The Bank Verification Number, BVN as it is fondly referred to in Nigeria has grown over the years, and through its evolutionary stages have surmounted some challenges arising from user acceptance, user adoption, and I can say with some confidence that it is still at the growth stage in its life cycle.

In this short piece, we look at the reasons for the establishment of the BVN by the Central Bank of Nigeria (CBN), its uses, advantages, disadvantages, lingering challenges, and possibilities for future use.

The CBN in an effort to revolutionize the Nigerian banking and payment systems, established the law mandating the registration of BVN by all Nigerian account holders in 2014. This was targeted towards integrating the database, serving as a one-stop shop for information concerning individuals, entities (uncovering the ‘veil’ of corporations through the knowledge of the personalities serving as account signatories and by extension her directors), by having ‘a single identity in the financial system’.

A common example is as seen in the Bureau De Change (BDC) industry where there was a clamp-down on multiple directorship of BDC companies which has led to the sanitization of the BDC industry between 2014 and 2016. Also, very related to this is the introduction of the Treasury Single Account (TSA) established by CBN to ensure an adequate monitoring and reporting by public corporations, curbing multiplicity of accounting records by public officers, hence serving as a tool for reducing corruption.

BVN registration has faced several challenges with issues arising from insufficient designated registration centres, to non-functional tools and equipment used for the registration and enrolment process. As at present, it is estimated that only about 31 million out of the about 200 million people living in Nigeria have been registered in the BVN database. About 44 million accounts have been linked with BVN. This implies that about 155 million persons in Nigeria are either underbanked or unbanked (considering other demographic factors such as age).

The BVN registration equipment includes the biometric (fingerprint) machine, the camera (facial recognition equipment), and a valid ID card (whose availability sometimes poses a serious challenge), all linked to the central database at NIBBS (Nigeria Interbank Settlement System). The enrollment process involves the capturing of biometric data through use of these equipment, and an additional input of other pertinent information such as demographic details (name, age, gender, and marital status); contact details (physical address), email address, and telephone number.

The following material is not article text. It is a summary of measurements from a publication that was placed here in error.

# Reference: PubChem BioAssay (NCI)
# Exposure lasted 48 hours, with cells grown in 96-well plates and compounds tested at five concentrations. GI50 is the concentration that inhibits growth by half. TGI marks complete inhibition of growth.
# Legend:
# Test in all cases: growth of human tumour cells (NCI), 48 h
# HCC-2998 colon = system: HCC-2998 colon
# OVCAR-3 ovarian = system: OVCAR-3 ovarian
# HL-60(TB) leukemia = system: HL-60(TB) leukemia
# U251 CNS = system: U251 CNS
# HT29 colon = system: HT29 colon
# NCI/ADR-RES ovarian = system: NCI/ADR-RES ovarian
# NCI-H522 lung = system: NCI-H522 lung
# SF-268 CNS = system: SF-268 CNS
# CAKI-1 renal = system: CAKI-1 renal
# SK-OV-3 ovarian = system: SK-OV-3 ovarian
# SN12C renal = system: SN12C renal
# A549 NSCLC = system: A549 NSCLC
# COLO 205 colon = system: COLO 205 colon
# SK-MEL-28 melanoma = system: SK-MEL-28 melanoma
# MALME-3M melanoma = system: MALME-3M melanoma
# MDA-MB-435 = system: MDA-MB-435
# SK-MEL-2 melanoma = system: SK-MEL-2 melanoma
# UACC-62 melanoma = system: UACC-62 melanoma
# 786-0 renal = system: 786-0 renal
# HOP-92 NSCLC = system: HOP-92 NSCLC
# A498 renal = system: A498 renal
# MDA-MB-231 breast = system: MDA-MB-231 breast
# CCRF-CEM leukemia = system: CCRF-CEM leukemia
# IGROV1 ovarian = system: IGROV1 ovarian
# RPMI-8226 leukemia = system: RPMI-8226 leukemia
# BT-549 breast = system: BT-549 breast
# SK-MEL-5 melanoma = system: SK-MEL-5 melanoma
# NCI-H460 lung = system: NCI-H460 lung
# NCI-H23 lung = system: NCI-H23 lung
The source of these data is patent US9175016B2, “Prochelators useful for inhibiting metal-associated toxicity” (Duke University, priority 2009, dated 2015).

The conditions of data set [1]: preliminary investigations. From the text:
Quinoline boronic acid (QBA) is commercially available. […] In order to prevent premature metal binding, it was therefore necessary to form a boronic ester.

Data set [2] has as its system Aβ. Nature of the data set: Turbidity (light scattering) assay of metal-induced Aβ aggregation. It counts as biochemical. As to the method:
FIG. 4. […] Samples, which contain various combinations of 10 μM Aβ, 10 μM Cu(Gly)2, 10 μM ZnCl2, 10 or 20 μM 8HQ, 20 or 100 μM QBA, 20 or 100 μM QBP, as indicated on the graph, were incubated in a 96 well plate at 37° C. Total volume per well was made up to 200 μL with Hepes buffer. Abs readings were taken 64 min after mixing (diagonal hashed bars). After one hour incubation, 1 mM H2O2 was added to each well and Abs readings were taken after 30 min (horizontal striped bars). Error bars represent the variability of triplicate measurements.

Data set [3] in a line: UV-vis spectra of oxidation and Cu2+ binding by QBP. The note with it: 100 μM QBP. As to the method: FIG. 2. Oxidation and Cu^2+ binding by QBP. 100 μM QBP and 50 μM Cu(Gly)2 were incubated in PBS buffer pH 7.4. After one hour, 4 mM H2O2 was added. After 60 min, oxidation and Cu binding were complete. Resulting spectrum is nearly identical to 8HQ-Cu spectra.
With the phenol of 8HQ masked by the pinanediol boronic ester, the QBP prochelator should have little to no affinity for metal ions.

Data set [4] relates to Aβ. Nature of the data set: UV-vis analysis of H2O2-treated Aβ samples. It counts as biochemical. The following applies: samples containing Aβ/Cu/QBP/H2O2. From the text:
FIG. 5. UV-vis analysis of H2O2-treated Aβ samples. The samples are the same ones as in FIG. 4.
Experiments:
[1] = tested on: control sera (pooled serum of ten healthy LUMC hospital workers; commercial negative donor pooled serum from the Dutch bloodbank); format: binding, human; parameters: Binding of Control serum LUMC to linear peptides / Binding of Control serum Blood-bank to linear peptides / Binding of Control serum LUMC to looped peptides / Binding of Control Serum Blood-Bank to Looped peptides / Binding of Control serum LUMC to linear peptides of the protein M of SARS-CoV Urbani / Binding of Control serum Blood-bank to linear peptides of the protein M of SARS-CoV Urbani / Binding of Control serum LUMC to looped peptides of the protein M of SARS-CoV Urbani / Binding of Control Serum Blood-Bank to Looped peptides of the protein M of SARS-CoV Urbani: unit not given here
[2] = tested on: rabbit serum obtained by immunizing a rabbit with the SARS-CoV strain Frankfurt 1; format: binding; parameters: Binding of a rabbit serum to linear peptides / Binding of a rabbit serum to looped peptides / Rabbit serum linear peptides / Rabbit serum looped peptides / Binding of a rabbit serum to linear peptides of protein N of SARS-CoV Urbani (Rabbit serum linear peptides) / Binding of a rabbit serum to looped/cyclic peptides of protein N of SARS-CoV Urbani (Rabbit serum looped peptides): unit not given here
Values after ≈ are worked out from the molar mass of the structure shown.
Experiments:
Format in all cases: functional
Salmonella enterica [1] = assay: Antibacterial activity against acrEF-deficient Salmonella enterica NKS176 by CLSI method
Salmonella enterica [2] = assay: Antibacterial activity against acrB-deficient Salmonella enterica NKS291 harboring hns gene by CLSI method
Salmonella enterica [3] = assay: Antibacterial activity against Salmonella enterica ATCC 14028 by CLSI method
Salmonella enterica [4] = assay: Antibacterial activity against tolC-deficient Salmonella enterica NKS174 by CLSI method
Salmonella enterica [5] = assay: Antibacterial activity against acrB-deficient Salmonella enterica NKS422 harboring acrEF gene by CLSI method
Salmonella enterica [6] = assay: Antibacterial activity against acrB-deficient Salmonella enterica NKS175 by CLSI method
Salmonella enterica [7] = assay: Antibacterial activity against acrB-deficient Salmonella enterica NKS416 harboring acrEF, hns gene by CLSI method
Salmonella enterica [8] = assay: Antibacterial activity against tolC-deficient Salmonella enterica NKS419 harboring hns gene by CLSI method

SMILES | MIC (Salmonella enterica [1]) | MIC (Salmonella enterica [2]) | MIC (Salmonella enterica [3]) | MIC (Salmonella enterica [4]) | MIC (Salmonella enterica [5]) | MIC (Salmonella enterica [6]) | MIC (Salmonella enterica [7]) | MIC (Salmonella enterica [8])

As stipulated by CBN, accounts not having BVN information is to be placed on PND (Post No Debit) status by bank authorities, with a mandate not to allow debit transactions until the correct BVN information has been linked to such accounts.

Current uses of BVN include:
1. Improved KYC (Know Your Customer) process in the banking sector.

2. Increases access, convenience and service levels across the banking industry.

3. Serves as an enabler for financial inclusion and integration of financial services to the economy. This could be further deepened using its mobile enrolment methods, as is done for PEPs (Politically Exposed Persons) and HNIs (High Net worth Individuals).

4. Enabling tracking and reporting of fraudsters in the Nigerian banking industry. Application of which include the rendition of suspicious transactions reporting (STRs) to NFIU (Nigerian Financial Intelligence Unit), accounts closed for reasons attributed to BVN issues, and watch-listed BVNs.
Sources of watch-listed BVN include NIBBS, Interswitch, banks, other financial institutions including Micro Finance Institutions (MFIs), Mortgage Institutions, CBN, EFCC, The Nigeria Police Force.

5. Banking transactions including personal and third-party transactions, foreign exchange (FX) transactions, and bank card transactions.

However, several recurrent issues arising from the defects of this technology include but are not limited to:

1. Challenges of BVN linkage to already opened accounts, including accounts returning to PND status even after been previously linked.